Currently, the states throughout the U.S. are happy with the standardized tests given each spring to help evaluate not just student learning, but also teachers success. They are also happy with changing the way teachers earn salary bumps and their tax contributions Governor Rick Snyder has even taken matters into his own hands. In 2010, a law was signed by Snyder and his predecessor Governor Granholm that would force teachers to contribute 3% of their salaries, which are already low, to retiree health care. According to a statement of MLive, “I’m angry at the state of Michigan and Governor Snyder are standing between us and our hard earned money.” Personally, being a student myself, I find that the tests themselves are drastically unfair. Students spend hours a day, for upwards of 12 years, preparing for a few tests that ultimately decide not only their educational standing, but also the teachers performance in the classroom. It is a proven fact that students education is not improving from standardized tests. According to The Leading Source of Pros and Cons of Controversial Issues, “Standardized testing has not improved student achievement. After No Child Left Behind passed in 2002, the US slipped from 18th in the world in math on the Programme for International Student Assessment to 31st place in 2009, with a similar drop in science and no change in reading. On May 26, 2011, National Research Council report found no evidence test-based incentive programs are working: ‘Despite using them for several decades, policymakers and educators do not yet know how to use test-based incentives to consistently generate positive effects on achievement and to improve education.’” It also states, “Standardized tests are an unreliable measure of student performance. A 2001 study published by the Brookings Institution found that 50-80% of year-over-year test score improvements were temporary and ‘caused by fluctuations that had nothing to do with long-term changes in learning…’” This information shows that the testing is a pointless source to measure whether a student's education is improving, or if a teacher is having an effect on the learning of the students.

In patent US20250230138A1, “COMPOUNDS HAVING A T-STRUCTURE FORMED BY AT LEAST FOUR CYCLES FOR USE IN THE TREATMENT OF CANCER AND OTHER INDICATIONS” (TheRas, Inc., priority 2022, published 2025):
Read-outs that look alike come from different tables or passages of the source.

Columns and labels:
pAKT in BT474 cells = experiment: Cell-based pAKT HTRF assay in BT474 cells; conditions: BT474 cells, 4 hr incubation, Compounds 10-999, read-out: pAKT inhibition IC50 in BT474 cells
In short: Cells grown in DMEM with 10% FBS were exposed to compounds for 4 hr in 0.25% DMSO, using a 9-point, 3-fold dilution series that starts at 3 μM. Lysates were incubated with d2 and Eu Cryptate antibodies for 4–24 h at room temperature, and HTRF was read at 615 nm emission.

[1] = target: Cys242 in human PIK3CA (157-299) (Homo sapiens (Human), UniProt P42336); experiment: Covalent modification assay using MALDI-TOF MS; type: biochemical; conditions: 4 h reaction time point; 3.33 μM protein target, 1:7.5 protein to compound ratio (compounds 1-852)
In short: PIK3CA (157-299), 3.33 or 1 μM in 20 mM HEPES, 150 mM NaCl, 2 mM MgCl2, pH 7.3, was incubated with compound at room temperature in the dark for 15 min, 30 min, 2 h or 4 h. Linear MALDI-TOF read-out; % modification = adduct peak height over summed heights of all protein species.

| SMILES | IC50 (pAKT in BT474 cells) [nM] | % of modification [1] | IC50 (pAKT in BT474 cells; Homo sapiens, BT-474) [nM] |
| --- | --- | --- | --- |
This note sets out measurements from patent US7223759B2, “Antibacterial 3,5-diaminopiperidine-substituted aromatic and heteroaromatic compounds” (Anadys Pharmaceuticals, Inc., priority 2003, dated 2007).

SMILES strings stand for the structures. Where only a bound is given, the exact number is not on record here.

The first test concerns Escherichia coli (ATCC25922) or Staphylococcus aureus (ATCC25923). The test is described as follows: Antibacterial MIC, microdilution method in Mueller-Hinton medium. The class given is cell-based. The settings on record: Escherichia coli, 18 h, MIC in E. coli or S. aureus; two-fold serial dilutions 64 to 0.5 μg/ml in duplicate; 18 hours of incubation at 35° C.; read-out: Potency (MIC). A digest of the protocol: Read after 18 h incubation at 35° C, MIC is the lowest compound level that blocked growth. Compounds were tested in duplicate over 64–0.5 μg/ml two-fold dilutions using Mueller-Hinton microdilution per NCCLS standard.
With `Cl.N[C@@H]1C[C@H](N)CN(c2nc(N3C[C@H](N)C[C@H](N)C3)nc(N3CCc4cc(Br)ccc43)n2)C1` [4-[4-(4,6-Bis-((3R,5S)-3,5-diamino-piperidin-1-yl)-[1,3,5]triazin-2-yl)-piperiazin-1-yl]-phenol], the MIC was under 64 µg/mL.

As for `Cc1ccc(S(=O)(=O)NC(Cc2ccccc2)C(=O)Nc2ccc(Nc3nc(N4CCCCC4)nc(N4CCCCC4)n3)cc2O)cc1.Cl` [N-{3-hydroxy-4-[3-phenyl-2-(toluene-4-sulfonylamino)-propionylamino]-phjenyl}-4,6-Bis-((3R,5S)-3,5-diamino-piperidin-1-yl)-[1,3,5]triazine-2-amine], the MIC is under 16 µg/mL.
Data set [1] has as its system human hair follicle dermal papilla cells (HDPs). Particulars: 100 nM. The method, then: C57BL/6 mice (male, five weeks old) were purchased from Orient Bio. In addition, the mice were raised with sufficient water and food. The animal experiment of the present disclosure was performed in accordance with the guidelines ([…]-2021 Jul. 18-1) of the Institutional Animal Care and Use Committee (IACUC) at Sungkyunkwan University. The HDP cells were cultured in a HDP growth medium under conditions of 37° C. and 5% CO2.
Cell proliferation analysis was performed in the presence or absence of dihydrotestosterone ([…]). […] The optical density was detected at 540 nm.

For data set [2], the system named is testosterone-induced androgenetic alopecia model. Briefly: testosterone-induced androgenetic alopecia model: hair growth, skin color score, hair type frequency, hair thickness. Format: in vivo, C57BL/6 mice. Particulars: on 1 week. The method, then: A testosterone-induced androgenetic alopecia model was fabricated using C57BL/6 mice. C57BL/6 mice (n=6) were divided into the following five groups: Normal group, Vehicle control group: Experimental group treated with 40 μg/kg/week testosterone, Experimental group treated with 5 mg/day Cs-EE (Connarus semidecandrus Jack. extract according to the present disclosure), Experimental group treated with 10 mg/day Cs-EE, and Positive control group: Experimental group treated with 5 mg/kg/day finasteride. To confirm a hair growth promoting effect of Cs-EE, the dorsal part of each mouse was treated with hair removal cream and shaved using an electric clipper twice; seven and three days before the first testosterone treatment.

Most teachers don't like that the administrators pay more attention to test score gains, than whether they had passed certification exams. According to Education Week, rather than measure a teacher's quality by their certification, or had earned advanced degrees, they looked at test score gains students made from year to year on state mathematics tests to determine which teachers were effective. To fix this problem, schools, and even the state should look deeper into a teacher's experience before deciding which teachers are, and aren't effective.
With all of this being said, I conclude this letter with the notion that the problems involving teachers being underappreciated, and underpaid, are addressed. If that does not happen, the turnover rate will continue to increase, in one of the most important jobs in America.
Hailey Rabideau, Michigan